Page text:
Trial in a lawsuit alleging that entertainment website Inc. illegally publicized an actress’s real age, causing her to lose prospective casting roles, has been postponed because the plaintiff’s lead counsel, John Dozier, an expert on Internet law, died on Aug. 6.

Huong Hoang, a Texas actress who goes by the stage name Junie Hoang, had retained Dozier of Dozier Internet Law in Richmond, Va., to sue and its parent company, Inc., for publicizing her age online after gleaning the information through a credit card number she provided while signing up for the website’s professional network.

The suit, filed on Oct. 13 in federal court in Seattle, where Amazon is headquartered, alleges breach of contract and violations of Washington state’s consumer protection law. Trial had been scheduled for Jan. 7.

On Aug. 10, Derek Newman of Seattle’s Newman DuWors, Hoang’s local counsel, notified the court that Dozier had died and that his own firm would take over the case. He asked for three months to come up to speed, according to an Aug. 13 court filing. Amazon and did not oppose the request, but argued against reopening discovery.

Charles Sipos, a partner at Seattle’s Perkins Coie who represents Amazon and, did not return a call for comment.

Dozier, author of Google Bomb, a leading book about online defamation, began practicing law in 1981 and worked as a lobbyist and legislative chairman for the National Bar Association in Washington, according to his firm’s website. The founder of several e-commerce companies, including Legal Network Technologies Corp. and, he has testified before the U.S. Senate and hosted a regular Internet conference called the Cyberlaw Leadership Summit. The most recent conference was held in May in Las Vegas.

“He’s a champion for Internet law,” said Newman, who works at his firm’s Santa Monica office. “He was a really interesting guy. He’s going to be missed.”

According to an online obituary in the Richmond Times-Dispatch, Dozier was 56. Funeral services were held on Aug. 10 in Richmond.

According to Newman, Dozier had suffered from serious illness during the past few years. “It was crazy. He came down with every awful issue you could think of,” he said. “He had a brain issue and had brain surgery. He had a heart attack and open-heart surgery. Both kidneys failed and he was on dialysis. He broke bones and had other illnesses.”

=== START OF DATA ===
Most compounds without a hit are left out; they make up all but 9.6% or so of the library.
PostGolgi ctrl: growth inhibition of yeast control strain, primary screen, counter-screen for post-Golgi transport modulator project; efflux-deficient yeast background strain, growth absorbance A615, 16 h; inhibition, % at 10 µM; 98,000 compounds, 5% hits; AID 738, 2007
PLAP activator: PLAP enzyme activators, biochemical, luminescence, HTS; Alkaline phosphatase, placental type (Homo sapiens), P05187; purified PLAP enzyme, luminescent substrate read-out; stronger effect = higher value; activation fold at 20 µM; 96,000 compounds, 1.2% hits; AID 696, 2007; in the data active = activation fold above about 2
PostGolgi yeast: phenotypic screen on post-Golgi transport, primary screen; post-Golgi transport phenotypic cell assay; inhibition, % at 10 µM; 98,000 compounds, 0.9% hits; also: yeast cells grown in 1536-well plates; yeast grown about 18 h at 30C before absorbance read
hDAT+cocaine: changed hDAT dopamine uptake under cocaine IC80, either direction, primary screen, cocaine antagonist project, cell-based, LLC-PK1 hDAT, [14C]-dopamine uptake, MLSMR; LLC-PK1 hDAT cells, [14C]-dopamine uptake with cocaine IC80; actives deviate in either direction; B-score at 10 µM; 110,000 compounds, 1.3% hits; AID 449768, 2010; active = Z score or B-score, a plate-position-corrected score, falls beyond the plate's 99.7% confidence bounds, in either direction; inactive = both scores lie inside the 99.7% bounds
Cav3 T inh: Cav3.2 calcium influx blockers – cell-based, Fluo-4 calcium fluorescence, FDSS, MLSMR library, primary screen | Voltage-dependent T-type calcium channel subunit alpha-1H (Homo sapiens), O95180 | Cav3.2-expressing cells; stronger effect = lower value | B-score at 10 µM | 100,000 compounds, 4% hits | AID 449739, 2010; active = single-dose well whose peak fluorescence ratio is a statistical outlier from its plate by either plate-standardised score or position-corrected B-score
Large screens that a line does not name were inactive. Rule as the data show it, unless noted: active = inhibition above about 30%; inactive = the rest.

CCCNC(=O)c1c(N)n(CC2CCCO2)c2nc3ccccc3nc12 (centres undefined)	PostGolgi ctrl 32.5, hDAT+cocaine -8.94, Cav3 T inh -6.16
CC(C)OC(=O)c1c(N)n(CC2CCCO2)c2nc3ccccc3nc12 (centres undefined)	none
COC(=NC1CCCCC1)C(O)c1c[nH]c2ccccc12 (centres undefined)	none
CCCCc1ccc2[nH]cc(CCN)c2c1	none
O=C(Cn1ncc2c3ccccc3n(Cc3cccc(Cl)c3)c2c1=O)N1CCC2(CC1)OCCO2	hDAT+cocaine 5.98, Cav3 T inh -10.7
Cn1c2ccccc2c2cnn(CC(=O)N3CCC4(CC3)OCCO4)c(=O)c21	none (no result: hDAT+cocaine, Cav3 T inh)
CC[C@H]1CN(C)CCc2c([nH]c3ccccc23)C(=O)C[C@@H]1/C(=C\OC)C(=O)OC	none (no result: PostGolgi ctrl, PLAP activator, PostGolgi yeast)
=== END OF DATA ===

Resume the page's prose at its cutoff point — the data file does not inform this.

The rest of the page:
Still, he said he was surprised by Dozier’s passing.

Hoang’s was one of Dozier’s best-known pending cases. Originally filing under the name Jane Doe, Hoang was forced to identify herself after U.S. District Chief Judge Marsha Pechman of the Western District of Washington ruled on Dec. 23 that she had to use her real name.

Hoang claims that she first set up her online profile on in 2003 as a way to network and seek acting roles. In 2008, she signed up for IMDbPro, an expanded subscriber service that allows users to create online resumes and more detailed profiles. To do that, she had to provide her credit card information, legal name, address and ZIP code. Hoang claims that used that information without her knowledge to obtain public records of her date of birth and publish it on its public online profile site. then refused to delete the information despite Hoang’s requests.’s actions have cost Hoang jobs, the suit says.

“In the entertainment industry, youth is king. If one is perceived to be ‘over the hill,’ i.e., approaching 40, it is nearly impossible for an up-and-coming actress, such as the plaintiff, to get work as she is thought to have less of an ‘upside,’ therefore, casting directors, producers, directors, agents/managers, etc., do not give her the same opportunities, regardless of her appearance or talent,” the complaint says.

Publishing her true age also effected a “double whammy” by preventing her from getting roles for 40-year-olds, according to the suit.

“She’s 42 years old, but if you met her she doesn’t look 42,” Newman said. “She probably looks somewhere between 25 and 35, depending on how she’s made up. If she goes to audition for a 42-year-old’s role, she’ll be rejected because she’s too young.”

Consequently, she isn’t obtaining any acting roles right now, he said.

Hoang asserts that breached its contract by violating its own subscriber agreement and related privacy policy. She also claims violations of the Washington Consumer Protection Act, which provides for treble damages. She seeks an undetermined amount of damages in lost earnings.

Amanda Bronstad is a reporter with The National Law Journal, a Recorder affiliate.